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abstract = "OBJECTIVES: The incidence of hepatocellular carcinoma (HCC) seems to be rising in the United States (US), and considerable variability in the incidence and etiology of HCC has been noted among different racial and ethnic groups in this country. The aim of this study was to evaluate the influence of racial and ethnic status in the viral etiology of HCC in the US. METHODS: Retrospective surveys were conducted at liver transplantation centers in the US. Respondents were asked to review the charts of all patients with HCC seen at their institution for the 2-yr period between July, 1997, and June, 1999, and provide information about the racial and ethnic distribution of cases and their serological status with regard to hepatitis B and C markers. RESULTS: Complete information was available on 691 patients who formed the basis of this study, comprising 59{\%} whites, 14{\%} blacks, 16{\%} Asians, and 11{\%} other racial groups. Of the patients, 107 patients (15.4{\%}) were positive for hepatitis B surface antigen (HBsAg), 322 had antibodies to hepatitis C virus (anti-HCV) (46.5{\%}), 33 (4.7{\%}) had both HBsAg and anti-HCV), and 229 (33.1{\%}) had neither marker present. Clear differences were seen among racial groups. Anti-HCV positivity was the most frequent risk factor in both blacks and whites, whereas HBsAg positivity was the most frequent etiological factor in Asians with HCC. CONCLUSIONS: HCV infection seems to be the major risk factor for HCC in the US, particularly among individuals of white and black ethnicity, whereas hepatitis B remains the main risk factor among patients of Asian ethnicity. These preliminary findings indicate the need for a more detailed study of ethnic variability in the pathogenesis of HCC.",
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T1 - Hepatitis C-related hepatocellular carcinoma in the United States

T2 - Influence of ethnic status

AU - Di Bisceglie, Adrian M.

AU - Lyra, Andre C.

AU - Schwartz, Myron

AU - Reddy, Rajender K.

AU - Martin, Paul

AU - Gores, Gregory James

AU - Lok, Anna S F

AU - Hussain, Khozema B.

AU - Gish, Robert

AU - Van Thiel, David H.

AU - Younossi, Zobair

AU - Tong, Myron

AU - Hassanein, Tarek

AU - Balart, Luis

AU - Fleckenstein, Jacquelyn

AU - Flamm, Stephen

AU - Blei, Andres

AU - Befeler, Alex S.

PY - 2003/9/1

Y1 - 2003/9/1

N2 - OBJECTIVES: The incidence of hepatocellular carcinoma (HCC) seems to be rising in the United States (US), and considerable variability in the incidence and etiology of HCC has been noted among different racial and ethnic groups in this country. The aim of this study was to evaluate the influence of racial and ethnic status in the viral etiology of HCC in the US. METHODS: Retrospective surveys were conducted at liver transplantation centers in the US. Respondents were asked to review the charts of all patients with HCC seen at their institution for the 2-yr period between July, 1997, and June, 1999, and provide information about the racial and ethnic distribution of cases and their serological status with regard to hepatitis B and C markers. RESULTS: Complete information was available on 691 patients who formed the basis of this study, comprising 59% whites, 14% blacks, 16% Asians, and 11% other racial groups. Of the patients, 107 patients (15.4%) were positive for hepatitis B surface antigen (HBsAg), 322 had antibodies to hepatitis C virus (anti-HCV) (46.5%), 33 (4.7%) had both HBsAg and anti-HCV), and 229 (33.1%) had neither marker present. Clear differences were seen among racial groups. Anti-HCV positivity was the most frequent risk factor in both blacks and whites, whereas HBsAg positivity was the most frequent etiological factor in Asians with HCC. CONCLUSIONS: HCV infection seems to be the major risk factor for HCC in the US, particularly among individuals of white and black ethnicity, whereas hepatitis B remains the main risk factor among patients of Asian ethnicity. These preliminary findings indicate the need for a more detailed study of ethnic variability in the pathogenesis of HCC.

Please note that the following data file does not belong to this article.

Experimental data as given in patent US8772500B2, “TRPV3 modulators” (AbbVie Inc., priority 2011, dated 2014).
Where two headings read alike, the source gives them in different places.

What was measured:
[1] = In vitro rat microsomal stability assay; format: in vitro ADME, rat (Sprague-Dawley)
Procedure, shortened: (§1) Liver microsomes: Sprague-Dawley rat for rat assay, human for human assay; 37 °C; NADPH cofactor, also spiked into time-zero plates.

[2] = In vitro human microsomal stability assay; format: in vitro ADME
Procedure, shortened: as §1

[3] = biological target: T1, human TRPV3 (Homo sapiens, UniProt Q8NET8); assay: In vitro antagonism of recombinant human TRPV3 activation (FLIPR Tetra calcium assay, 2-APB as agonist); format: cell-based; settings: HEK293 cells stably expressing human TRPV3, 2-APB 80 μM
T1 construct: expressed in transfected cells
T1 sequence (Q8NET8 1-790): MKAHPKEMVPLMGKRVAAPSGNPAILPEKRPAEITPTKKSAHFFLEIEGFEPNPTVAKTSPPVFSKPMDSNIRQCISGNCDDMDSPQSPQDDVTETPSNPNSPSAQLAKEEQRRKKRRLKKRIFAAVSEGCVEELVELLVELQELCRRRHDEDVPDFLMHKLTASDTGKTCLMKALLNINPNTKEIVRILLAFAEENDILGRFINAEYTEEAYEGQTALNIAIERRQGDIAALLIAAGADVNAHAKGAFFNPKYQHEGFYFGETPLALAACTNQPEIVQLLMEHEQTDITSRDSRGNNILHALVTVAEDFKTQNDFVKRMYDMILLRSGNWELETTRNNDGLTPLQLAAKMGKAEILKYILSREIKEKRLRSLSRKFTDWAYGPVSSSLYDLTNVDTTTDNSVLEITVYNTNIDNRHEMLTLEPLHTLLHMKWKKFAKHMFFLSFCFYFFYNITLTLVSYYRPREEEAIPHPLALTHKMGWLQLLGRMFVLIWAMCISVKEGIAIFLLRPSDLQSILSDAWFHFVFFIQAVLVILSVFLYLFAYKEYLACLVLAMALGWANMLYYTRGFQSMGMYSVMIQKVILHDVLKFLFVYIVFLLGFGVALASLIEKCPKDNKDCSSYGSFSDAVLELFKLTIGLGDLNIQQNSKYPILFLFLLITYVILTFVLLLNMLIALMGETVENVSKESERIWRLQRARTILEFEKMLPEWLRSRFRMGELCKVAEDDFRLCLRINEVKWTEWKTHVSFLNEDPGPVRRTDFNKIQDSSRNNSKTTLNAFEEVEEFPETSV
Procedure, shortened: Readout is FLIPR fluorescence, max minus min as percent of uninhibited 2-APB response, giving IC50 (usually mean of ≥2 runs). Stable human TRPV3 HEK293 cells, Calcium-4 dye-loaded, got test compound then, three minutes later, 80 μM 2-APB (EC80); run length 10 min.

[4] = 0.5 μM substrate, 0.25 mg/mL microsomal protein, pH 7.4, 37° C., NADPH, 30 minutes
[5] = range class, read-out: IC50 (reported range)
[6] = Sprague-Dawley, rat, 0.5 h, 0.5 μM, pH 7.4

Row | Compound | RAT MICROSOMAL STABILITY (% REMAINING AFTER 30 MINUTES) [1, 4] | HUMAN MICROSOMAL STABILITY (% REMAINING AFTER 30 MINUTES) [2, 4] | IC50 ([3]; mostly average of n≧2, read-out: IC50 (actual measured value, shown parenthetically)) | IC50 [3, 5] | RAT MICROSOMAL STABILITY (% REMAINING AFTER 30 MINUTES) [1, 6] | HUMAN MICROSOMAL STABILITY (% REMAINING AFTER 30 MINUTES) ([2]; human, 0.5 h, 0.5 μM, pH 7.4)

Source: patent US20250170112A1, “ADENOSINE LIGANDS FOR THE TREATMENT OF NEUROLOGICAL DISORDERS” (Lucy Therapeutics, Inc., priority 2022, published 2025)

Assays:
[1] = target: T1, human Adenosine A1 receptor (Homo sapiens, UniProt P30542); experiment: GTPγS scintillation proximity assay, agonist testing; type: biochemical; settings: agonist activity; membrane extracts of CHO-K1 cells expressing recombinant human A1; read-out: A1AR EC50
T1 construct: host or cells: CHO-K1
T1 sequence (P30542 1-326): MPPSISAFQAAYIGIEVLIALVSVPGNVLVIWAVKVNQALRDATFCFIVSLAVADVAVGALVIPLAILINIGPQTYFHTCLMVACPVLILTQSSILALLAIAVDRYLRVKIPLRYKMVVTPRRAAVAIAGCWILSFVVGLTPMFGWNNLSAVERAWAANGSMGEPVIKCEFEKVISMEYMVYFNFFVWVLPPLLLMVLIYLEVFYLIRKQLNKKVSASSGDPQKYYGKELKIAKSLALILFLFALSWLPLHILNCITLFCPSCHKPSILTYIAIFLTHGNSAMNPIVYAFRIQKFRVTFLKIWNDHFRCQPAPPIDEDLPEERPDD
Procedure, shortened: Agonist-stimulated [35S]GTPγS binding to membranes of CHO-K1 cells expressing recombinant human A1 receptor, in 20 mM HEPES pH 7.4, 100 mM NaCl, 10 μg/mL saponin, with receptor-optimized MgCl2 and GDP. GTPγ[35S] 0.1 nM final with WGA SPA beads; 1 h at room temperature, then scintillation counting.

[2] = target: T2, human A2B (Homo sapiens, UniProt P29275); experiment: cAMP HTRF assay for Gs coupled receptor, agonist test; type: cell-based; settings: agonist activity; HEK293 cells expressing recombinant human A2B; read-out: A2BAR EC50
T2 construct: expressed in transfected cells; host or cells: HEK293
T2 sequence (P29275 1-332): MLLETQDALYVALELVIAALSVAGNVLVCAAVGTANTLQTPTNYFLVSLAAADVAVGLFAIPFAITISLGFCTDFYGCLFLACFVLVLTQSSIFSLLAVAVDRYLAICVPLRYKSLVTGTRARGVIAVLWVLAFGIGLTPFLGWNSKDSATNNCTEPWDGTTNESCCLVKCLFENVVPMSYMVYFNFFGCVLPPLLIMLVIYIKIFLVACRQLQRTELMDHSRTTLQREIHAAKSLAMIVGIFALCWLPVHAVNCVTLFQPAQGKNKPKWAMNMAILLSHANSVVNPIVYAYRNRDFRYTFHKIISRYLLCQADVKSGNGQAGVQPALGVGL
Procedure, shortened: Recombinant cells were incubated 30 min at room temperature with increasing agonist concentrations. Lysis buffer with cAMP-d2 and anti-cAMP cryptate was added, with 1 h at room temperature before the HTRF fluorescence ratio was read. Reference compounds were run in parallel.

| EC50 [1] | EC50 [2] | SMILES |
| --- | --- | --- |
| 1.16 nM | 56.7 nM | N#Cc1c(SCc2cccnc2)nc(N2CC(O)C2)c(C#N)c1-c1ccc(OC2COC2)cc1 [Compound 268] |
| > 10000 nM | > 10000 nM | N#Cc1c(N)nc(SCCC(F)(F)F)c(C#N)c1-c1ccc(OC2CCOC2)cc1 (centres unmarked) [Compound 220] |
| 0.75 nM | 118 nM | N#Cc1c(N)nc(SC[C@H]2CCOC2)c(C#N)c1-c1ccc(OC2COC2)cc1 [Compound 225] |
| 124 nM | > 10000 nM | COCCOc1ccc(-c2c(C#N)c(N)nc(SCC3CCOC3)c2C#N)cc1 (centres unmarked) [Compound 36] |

AB - OBJECTIVES: The incidence of hepatocellular carcinoma (HCC) seems to be rising in the United States (US), and considerable variability in the incidence and etiology of HCC has been noted among different racial and ethnic groups in this country. The aim of this study was to evaluate the influence of racial and ethnic status in the viral etiology of HCC in the US. METHODS: Retrospective surveys were conducted at liver transplantation centers in the US. Respondents were asked to review the charts of all patients with HCC seen at their institution for the 2-yr period between July, 1997, and June, 1999, and provide information about the racial and ethnic distribution of cases and their serological status with regard to hepatitis B and C markers. RESULTS: Complete information was available on 691 patients who formed the basis of this study, comprising 59% whites, 14% blacks, 16% Asians, and 11% other racial groups. Of the patients, 107 patients (15.4%) were positive for hepatitis B surface antigen (HBsAg), 322 had antibodies to hepatitis C virus (anti-HCV) (46.5%), 33 (4.7%) had both HBsAg and anti-HCV), and 229 (33.1%) had neither marker present. Clear differences were seen among racial groups. Anti-HCV positivity was the most frequent risk factor in both blacks and whites, whereas HBsAg positivity was the most frequent etiological factor in Asians with HCC. CONCLUSIONS: HCV infection seems to be the major risk factor for HCC in the US, particularly among individuals of white and black ethnicity, whereas hepatitis B remains the main risk factor among patients of Asian ethnicity. These preliminary findings indicate the need for a more detailed study of ethnic variability in the pathogenesis of HCC.